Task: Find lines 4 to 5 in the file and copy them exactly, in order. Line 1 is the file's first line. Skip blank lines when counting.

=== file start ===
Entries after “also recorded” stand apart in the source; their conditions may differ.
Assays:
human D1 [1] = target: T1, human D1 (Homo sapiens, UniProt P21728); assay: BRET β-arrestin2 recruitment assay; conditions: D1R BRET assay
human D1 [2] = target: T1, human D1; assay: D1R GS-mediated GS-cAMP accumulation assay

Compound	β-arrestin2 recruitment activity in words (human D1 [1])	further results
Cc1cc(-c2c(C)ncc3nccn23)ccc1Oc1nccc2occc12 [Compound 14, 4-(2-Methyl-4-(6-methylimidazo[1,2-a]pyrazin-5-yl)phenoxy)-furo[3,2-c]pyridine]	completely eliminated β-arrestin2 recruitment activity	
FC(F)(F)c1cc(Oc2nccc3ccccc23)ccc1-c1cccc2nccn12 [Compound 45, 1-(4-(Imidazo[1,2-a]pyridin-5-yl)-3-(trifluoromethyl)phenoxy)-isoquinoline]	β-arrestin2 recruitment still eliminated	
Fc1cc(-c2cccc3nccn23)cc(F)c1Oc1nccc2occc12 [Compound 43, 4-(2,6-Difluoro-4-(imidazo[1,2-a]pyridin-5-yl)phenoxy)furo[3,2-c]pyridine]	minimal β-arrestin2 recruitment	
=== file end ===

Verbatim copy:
human D1 [2] = target: T1, human D1; assay: D1R GS-mediated GS-cAMP accumulation assay

Compound	β-arrestin2 recruitment activity in words (human D1 [1])	further results